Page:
(Re)building Ukraine

Ukraine’s real estate sector is ready to play a major role in the country’s reconstruction.

Three days of lively discussion last month at EXPO Real in Munich, the largest European investment and real estate trade fair, offered the international business community a chance to assess the current situation on the real estate market in Ukraine, as well as look at its potential beyond the war.

With over 20 million square metres of residential and commercial space destroyed across Ukraine since Russia launched its full-scale invasion in February, it is self-evident that  country will need to be rebuilt on a large scale.

“For us, it is important that multi-disciplinary experts with local and international backgrounds have an opportunity to exchange opinions, visions, and practical solutions. Such discussions are the right way to find the best plan for building back a better Ukraine”, said Anna Nestulia, principal at Invest in Projects, a coordinator of the Rebuild Ukraine stand that was the centre of Ukraine’s presence at the event.

Stefan Rummel, CEO of Messe München, added that he would like to see the exchange with Ukraine continue in the future and Rebuild Ukraine become “an integral part of EXPO Real”.

Simeona Manova from the European Commission confirmed the EU’s commitment to rebuilding Ukraine, balancing short-term accommodation needs with long-term reconstruction efforts, in line with the New European Bauhaus principles of sustainability, inclusiveness and aesthetics.

“In addition to financial investment, it is imperative to rebuild local communities around common values, putting the Ukrainian people at the centre and ensuring participatory approaches to revitalising war-torn places across the country. The European Commission will work with representatives of government, civil society and the private sector to on housing urgencies, circular housing and capacity building,” she said.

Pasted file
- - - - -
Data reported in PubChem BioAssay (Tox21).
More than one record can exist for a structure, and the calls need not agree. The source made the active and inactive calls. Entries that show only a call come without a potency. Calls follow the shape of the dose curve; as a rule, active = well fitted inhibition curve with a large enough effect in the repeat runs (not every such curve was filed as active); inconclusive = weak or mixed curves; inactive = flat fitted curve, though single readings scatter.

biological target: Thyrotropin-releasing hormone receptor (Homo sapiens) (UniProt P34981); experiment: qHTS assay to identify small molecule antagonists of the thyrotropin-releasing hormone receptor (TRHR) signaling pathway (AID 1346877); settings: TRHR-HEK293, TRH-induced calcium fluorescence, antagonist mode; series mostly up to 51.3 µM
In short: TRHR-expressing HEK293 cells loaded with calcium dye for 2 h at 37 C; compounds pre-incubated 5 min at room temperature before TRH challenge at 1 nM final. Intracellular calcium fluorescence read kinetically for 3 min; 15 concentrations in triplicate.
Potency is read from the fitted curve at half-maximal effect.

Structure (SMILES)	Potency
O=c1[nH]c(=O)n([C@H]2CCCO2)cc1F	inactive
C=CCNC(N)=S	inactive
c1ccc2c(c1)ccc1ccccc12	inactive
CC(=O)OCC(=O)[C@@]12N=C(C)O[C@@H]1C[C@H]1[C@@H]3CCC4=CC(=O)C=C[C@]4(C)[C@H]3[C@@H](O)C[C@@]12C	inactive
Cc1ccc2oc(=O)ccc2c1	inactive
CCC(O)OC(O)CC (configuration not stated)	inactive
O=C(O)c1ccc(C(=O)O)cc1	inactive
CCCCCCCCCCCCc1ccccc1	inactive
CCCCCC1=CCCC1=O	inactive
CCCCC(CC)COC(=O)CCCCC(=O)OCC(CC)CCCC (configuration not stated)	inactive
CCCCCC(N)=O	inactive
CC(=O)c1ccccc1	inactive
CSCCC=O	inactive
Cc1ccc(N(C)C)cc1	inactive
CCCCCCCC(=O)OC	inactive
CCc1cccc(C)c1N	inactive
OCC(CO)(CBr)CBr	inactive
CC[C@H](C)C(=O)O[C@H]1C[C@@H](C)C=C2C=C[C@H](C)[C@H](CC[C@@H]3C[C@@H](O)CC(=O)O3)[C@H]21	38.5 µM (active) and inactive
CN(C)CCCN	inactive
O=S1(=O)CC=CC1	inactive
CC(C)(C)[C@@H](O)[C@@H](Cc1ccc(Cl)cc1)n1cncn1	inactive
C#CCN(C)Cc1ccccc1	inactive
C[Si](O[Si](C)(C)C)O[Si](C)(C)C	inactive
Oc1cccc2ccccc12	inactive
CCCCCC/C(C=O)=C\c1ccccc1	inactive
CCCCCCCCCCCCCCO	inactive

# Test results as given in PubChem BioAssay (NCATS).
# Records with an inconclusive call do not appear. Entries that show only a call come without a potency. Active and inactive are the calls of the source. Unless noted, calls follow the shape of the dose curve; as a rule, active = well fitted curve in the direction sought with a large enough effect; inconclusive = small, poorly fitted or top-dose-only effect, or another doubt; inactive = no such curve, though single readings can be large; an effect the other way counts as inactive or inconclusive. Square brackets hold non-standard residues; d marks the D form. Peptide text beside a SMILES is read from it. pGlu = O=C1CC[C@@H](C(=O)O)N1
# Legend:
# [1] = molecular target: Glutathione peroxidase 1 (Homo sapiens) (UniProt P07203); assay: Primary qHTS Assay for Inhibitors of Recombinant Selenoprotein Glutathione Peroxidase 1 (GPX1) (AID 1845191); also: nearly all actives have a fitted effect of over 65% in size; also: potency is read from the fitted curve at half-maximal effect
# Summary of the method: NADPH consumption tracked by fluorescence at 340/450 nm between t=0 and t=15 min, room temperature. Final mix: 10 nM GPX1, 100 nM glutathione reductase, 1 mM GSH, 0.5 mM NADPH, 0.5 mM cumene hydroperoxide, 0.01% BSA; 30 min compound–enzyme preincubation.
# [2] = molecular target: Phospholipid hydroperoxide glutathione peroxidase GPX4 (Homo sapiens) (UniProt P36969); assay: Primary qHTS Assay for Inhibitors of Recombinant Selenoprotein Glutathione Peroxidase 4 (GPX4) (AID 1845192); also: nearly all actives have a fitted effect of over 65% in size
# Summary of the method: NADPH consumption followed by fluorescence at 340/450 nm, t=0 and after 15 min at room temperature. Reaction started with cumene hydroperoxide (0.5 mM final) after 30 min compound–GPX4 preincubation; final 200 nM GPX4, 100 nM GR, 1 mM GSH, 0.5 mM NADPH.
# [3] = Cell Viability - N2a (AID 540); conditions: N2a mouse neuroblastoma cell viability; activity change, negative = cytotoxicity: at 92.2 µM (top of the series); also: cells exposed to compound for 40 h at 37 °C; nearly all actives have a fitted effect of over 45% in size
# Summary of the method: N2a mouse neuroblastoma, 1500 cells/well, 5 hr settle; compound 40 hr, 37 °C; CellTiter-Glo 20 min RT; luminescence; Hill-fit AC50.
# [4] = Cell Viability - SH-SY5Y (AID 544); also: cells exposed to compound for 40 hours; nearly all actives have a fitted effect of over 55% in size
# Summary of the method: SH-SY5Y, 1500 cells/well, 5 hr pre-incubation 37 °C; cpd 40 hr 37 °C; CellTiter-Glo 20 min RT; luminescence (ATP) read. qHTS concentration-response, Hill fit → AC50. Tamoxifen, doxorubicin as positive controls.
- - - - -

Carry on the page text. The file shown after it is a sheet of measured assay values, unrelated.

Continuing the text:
Khrystyna Kurganska, founder and managing partner of Ol.factory, a Ukrainian aroma branding agency, emphasised the importance of investing in mental and emotional health as an integral part of a prosperous country’s rebuilding.

“It is not only about construction but first of all about the people who are living in Ukraine and will return home after the war,” she said.

Sustainability and ESG

Lisette Van Doorn, chief executive at ULI Europe, believes that in the current circumstances, Ukraine’s strategy and priority to build temporary housing, modular, and prefab is evident and understandable. But at the same time, she underlined that the industry can not waste this opportunity to think long-term.

“I hear a lot about the digitalisation of Ukraine. Given that the biggest hurdle in the building process is getting permits, this could be digitised.

Wolfgang Gomernik, CEO at DELTA Group and DELTA Ukraine, sees a solution in developing entrepreneurship hubs in Ukraine, providing different needs for new developments.

“The priority is to deliver housing, adjust logistics chains and reconstruct critical infrastructure in Ukraine. At the same time, fostering digitisation efforts are essential to reduce bureaucracy and make rebuilding faster,” he said.

Maksym Maksymenko, partner and the head of real estate and infrastructure at AVELLUM said that the government continues to work on simplifying and improving Ukrainian laws, prioritising investment projects, and supporting business operating in the country.

“Parliament passed several bills to simplify land allotment and housing construction for IDPs, infrastructure, and other real estate projects. In August, it also passed an important bill that significantly improved the legal framework for residential real estate construction and provided much-needed guarantees for investors. Much work is also being put into PPP legal framework improvement, which is planned to be used for large-scale residential real estate reconstruction.”